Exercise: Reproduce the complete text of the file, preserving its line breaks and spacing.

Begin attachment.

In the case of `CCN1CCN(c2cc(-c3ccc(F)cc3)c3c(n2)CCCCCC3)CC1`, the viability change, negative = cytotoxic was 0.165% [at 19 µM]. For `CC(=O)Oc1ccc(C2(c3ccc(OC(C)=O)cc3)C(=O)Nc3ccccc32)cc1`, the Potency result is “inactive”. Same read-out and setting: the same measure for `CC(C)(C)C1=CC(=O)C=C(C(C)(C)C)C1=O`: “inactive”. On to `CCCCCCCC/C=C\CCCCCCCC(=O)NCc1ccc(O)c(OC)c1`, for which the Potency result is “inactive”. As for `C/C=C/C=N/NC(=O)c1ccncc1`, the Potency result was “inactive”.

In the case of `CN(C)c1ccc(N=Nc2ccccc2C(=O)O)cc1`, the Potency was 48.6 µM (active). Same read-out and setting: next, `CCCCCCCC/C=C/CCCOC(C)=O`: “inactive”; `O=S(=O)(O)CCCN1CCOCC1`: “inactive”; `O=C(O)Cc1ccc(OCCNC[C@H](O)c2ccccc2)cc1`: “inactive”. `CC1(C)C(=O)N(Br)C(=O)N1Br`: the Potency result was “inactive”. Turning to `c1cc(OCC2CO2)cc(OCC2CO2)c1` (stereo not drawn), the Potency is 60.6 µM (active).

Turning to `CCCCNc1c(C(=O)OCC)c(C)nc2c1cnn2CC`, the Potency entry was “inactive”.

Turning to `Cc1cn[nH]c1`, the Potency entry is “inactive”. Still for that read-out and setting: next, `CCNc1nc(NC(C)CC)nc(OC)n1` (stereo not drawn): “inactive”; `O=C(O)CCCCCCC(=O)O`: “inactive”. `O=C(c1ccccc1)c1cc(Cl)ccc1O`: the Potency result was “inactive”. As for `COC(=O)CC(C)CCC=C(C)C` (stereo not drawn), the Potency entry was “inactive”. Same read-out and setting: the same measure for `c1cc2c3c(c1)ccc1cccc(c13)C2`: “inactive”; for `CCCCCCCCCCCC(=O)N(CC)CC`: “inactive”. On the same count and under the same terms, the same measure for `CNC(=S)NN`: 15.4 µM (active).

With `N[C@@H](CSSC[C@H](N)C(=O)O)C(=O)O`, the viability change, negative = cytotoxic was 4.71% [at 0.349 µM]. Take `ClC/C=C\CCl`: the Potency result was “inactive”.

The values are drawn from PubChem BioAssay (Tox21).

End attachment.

In the case of `CCN1CCN(c2cc(-c3ccc(F)cc3)c3c(n2)CCCCCC3)CC1`, the viability change, negative = cytotoxic was 0.165% [at 19 µM]. For `CC(=O)Oc1ccc(C2(c3ccc(OC(C)=O)cc3)C(=O)Nc3ccccc32)cc1`, the Potency result is “inactive”. Same read-out and setting: the same measure for `CC(C)(C)C1=CC(=O)C=C(C(C)(C)C)C1=O`: “inactive”. On to `CCCCCCCC/C=C\CCCCCCCC(=O)NCc1ccc(O)c(OC)c1`, for which the Potency result is “inactive”. As for `C/C=C/C=N/NC(=O)c1ccncc1`, the Potency result was “inactive”.

In the case of `CN(C)c1ccc(N=Nc2ccccc2C(=O)O)cc1`, the Potency was 48.6 µM (active). Same read-out and setting: next, `CCCCCCCC/C=C/CCCOC(C)=O`: “inactive”; `O=S(=O)(O)CCCN1CCOCC1`: “inactive”; `O=C(O)Cc1ccc(OCCNC[C@H](O)c2ccccc2)cc1`: “inactive”. `CC1(C)C(=O)N(Br)C(=O)N1Br`: the Potency result was “inactive”. Turning to `c1cc(OCC2CO2)cc(OCC2CO2)c1` (stereo not drawn), the Potency is 60.6 µM (active).

Turning to `CCCCNc1c(C(=O)OCC)c(C)nc2c1cnn2CC`, the Potency entry was “inactive”.

Turning to `Cc1cn[nH]c1`, the Potency entry is “inactive”. Still for that read-out and setting: next, `CCNc1nc(NC(C)CC)nc(OC)n1` (stereo not drawn): “inactive”; `O=C(O)CCCCCCC(=O)O`: “inactive”. `O=C(c1ccccc1)c1cc(Cl)ccc1O`: the Potency result was “inactive”. As for `COC(=O)CC(C)CCC=C(C)C` (stereo not drawn), the Potency entry was “inactive”. Same read-out and setting: the same measure for `c1cc2c3c(c1)ccc1cccc(c13)C2`: “inactive”; for `CCCCCCCCCCCC(=O)N(CC)CC`: “inactive”. On the same count and under the same terms, the same measure for `CNC(=S)NN`: 15.4 µM (active).

With `N[C@@H](CSSC[C@H](N)C(=O)O)C(=O)O`, the viability change, negative = cytotoxic was 4.71% [at 0.349 µM]. Take `ClC/C=C\CCl`: the Potency result was “inactive”.

The values are drawn from PubChem BioAssay (Tox21).